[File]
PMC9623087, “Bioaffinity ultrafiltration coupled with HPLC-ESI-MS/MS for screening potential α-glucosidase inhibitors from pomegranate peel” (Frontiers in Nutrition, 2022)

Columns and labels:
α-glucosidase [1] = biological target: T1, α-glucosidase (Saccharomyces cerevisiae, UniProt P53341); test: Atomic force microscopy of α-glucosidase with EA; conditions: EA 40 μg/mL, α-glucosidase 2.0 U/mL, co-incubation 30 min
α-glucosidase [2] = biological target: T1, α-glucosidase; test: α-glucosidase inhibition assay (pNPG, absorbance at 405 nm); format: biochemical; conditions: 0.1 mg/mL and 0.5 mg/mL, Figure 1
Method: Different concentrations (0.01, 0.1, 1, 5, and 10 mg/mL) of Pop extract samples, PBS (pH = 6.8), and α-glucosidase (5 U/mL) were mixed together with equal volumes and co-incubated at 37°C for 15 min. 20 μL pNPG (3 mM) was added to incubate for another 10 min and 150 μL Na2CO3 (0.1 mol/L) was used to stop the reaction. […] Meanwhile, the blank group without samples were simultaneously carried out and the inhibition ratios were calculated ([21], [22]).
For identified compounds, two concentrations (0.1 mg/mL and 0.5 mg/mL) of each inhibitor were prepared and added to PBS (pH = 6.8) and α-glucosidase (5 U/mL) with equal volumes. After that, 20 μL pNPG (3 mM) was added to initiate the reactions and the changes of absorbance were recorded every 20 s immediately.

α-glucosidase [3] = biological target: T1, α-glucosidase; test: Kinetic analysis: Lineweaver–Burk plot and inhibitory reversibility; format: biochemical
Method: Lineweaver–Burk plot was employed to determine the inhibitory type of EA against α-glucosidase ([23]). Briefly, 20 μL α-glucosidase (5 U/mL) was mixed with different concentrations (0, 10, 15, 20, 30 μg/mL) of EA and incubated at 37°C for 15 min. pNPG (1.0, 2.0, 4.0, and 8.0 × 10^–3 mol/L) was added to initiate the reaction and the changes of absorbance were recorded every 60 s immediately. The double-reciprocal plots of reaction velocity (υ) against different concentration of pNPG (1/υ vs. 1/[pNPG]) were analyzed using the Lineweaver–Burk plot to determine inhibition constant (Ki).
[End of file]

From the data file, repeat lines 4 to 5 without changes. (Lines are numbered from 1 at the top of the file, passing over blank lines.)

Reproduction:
α-glucosidase [2] = biological target: T1, α-glucosidase; test: α-glucosidase inhibition assay (pNPG, absorbance at 405 nm); format: biochemical; conditions: 0.1 mg/mL and 0.5 mg/mL, Figure 1
Method: Different concentrations (0.01, 0.1, 1, 5, and 10 mg/mL) of Pop extract samples, PBS (pH = 6.8), and α-glucosidase (5 U/mL) were mixed together with equal volumes and co-incubated at 37°C for 15 min. 20 μL pNPG (3 mM) was added to incubate for another 10 min and 150 μL Na2CO3 (0.1 mol/L) was used to stop the reaction. […] Meanwhile, the blank group without samples were simultaneously carried out and the inhibition ratios were calculated ([21], [22]).